Fashion & Beauty
Stopping the silent killer
Posted Friday, July 25 2008 at 00:00
The silent killer as cervical cancer as popularly called brought together hundreds of both locals and foreigners in a common cause to find ways of reducing its prevalence.
The 2nd Stop cervical cancer in Africa conference was held at Imperial Royale Hotel Kampala under the theme Ã¢â‚¬Å“Accelerating access to Human papillloma virus (HPV )vaccines,Ã¢â‚¬Â� drawing participants from the African state houses (first ladies or their representatives), parliamentarians, health ministers, doctors, ambassadors, speakers and delegates from different parts of the world. Accelerating access to this vaccine was seen as a way to help curb cervical cancer, the leading cause of deaths among women in Africa who are at the prime of life.
Cervical cancer is the growth of abnormal cells in the cervix (the mouth of the uterus) and is the second leading cause of deaths of women in the world after breast cancer however. It is caused by a virus called Human papillloma virus (HPV), which is passed mainly through skin-to-skin genital contact. Every sexually active woman is at risk of getting cervical cancer and the great prevalence, according to Glaxo Smith Kline, a cervical cancer vaccine manufacturer is women aged less than 25 years.
It is estimated that 80 percent of cancer suffered by women in Africa is cervical cancer, and the worst bit of it is that these cases are reported while in their late stages when little help or nothing can be done to avert the situation.
According to Dr Richard Nduhura, the State Minister for Health, 75 percent of women in Uganda are infected with the virus which causes cervical cancer, while Dr Stephen Malinga, the Minister of health revealed 80 percent of these cases are diagnosed in late stages. He recommends that every woman (mostly those who are sexually active) who visit the hospital or clinics should count those visits incomplete unless an examination or test is carried out by the medical worker.
The HPV vaccine is the newest treatment of cervical cancer on the global market where girls and younger women are vaccinated against the HPV virus which causes the disease. The programme has already taken ground in the western district of Ibanda and is spear headed by PATH.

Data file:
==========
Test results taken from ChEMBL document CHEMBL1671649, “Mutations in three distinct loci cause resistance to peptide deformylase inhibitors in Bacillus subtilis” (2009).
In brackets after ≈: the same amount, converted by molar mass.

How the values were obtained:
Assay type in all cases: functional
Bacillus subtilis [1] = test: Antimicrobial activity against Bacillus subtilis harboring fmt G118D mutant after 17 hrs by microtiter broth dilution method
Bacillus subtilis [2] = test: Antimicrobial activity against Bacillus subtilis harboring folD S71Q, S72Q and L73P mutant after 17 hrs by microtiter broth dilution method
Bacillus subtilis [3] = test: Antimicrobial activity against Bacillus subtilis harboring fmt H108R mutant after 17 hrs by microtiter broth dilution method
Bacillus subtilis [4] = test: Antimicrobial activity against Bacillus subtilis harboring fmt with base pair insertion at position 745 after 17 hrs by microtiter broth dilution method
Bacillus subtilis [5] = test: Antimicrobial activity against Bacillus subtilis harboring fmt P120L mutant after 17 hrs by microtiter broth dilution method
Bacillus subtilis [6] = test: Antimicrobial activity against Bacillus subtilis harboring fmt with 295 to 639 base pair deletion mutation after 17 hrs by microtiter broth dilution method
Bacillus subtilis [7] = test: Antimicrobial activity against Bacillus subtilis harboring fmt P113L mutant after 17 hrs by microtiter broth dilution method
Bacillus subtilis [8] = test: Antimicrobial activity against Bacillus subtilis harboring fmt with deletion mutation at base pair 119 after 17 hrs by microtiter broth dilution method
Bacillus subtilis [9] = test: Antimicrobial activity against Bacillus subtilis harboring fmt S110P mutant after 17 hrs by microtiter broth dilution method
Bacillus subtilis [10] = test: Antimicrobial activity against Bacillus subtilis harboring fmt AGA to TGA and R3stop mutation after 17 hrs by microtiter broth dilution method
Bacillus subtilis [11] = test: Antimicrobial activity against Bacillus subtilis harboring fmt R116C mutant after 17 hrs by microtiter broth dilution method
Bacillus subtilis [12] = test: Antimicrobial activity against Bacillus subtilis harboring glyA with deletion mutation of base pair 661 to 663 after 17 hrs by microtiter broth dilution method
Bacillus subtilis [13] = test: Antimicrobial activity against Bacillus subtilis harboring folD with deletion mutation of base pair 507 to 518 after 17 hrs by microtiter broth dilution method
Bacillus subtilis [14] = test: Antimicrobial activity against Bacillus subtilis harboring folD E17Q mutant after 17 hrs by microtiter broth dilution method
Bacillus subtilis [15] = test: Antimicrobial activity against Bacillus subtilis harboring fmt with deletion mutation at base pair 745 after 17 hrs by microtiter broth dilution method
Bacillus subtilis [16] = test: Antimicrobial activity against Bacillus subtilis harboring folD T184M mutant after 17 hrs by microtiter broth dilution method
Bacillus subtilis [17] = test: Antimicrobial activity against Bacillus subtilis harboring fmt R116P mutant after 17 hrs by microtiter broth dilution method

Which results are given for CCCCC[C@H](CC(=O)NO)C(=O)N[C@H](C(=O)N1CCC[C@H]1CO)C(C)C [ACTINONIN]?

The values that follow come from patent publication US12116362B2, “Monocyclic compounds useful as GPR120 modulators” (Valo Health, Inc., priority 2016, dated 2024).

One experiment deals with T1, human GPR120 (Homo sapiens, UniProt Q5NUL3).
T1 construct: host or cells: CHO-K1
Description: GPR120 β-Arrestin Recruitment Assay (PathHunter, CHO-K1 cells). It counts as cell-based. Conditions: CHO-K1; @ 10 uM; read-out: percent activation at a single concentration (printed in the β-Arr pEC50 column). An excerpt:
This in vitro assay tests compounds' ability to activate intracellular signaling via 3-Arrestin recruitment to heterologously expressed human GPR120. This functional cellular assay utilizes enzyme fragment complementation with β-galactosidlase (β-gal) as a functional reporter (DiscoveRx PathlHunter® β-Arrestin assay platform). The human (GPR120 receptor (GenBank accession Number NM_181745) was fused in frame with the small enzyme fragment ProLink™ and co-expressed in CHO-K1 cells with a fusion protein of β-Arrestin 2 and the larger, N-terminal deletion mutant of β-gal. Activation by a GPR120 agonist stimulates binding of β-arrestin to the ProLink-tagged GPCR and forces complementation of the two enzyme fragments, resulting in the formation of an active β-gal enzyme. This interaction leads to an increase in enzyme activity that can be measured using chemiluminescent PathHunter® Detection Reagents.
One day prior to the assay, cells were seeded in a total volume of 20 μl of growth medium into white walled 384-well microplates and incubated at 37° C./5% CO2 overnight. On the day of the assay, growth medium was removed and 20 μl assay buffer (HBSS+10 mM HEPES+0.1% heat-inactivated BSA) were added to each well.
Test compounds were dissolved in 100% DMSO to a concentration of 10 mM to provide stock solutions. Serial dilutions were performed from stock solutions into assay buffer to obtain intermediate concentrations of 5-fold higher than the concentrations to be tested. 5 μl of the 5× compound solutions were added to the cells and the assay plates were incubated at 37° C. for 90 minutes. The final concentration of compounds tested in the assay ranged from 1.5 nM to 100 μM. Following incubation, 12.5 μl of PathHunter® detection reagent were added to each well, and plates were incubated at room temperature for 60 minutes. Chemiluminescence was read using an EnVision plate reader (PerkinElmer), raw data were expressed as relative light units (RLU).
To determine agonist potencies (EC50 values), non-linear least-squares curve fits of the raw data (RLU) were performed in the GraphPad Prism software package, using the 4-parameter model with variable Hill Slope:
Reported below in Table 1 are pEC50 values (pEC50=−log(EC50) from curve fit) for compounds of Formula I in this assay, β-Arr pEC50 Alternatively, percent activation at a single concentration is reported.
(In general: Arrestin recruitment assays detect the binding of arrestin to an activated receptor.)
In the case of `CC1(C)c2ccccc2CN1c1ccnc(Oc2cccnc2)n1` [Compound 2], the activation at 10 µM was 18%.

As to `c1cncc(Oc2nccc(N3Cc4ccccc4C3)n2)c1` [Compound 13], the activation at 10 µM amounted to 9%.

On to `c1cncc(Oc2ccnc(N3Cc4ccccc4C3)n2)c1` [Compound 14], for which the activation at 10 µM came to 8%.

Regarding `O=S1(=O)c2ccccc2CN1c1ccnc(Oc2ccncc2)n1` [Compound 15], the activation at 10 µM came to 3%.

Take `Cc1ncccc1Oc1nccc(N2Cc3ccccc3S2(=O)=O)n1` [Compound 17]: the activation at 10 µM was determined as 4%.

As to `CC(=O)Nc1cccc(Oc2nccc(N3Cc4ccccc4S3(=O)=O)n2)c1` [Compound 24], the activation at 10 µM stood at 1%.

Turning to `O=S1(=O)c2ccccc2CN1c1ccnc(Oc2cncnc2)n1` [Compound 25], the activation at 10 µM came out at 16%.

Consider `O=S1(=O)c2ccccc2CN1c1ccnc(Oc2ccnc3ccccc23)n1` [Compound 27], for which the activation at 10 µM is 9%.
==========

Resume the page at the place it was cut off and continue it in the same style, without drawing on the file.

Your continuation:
However, this treatment is expensive and throughout the conference, pleas from all the speakers and delegates present were to look for a way of distributing the vaccine at a subsided fee or freely supplying the medicine in Africa.
The First Lady of Uganda Janet Museveni who was the chief guest noted that women suffering from cervical cancer are often stigmatised by many people even their closest friends and relatives because of the smell they have as a result of this disease. They also face problems with their spouses and it is sad to say that these are the poorest women.
She called for the strengthening of African women economically and partnership with policy makers and goodwill ambassadors.
Ms Jan Agosti, the senior advisor of the Bill and Melinda Gates foundation announced that they are looking into working with Gavi funds, to see that the vaccine is effectively supplied to those who need it most at a subsided fee.
Princess Nikky Onyeri, the founder of Princess Nikky Breast Cancer Foundation amidst tears of joy about the high turn up of participants gave her testimony of how she thought she had breast cancer and that thought almost killed her hence rising to the challenge of helping to save women suffering from cancer.
The two-day conference that was organised by Princess Nikky Breast Cancer Foundation and The Melinda Gates Foundation, World Health Organisation and Usaid discussed, approved and encouraged screening as the first element on the way forward for the women in this campaign. Vaccination will do a great job in coming years and parents, stakeholders and policy makers should lead the way by going for the screening though the pap smear test.
Ms Museveni was announced the first chairlady of the Ã¢â‚¬Å“Africa Stop Cervical cancer campaign amidst great applause from the audience and the inauguration ceremony will be held in October.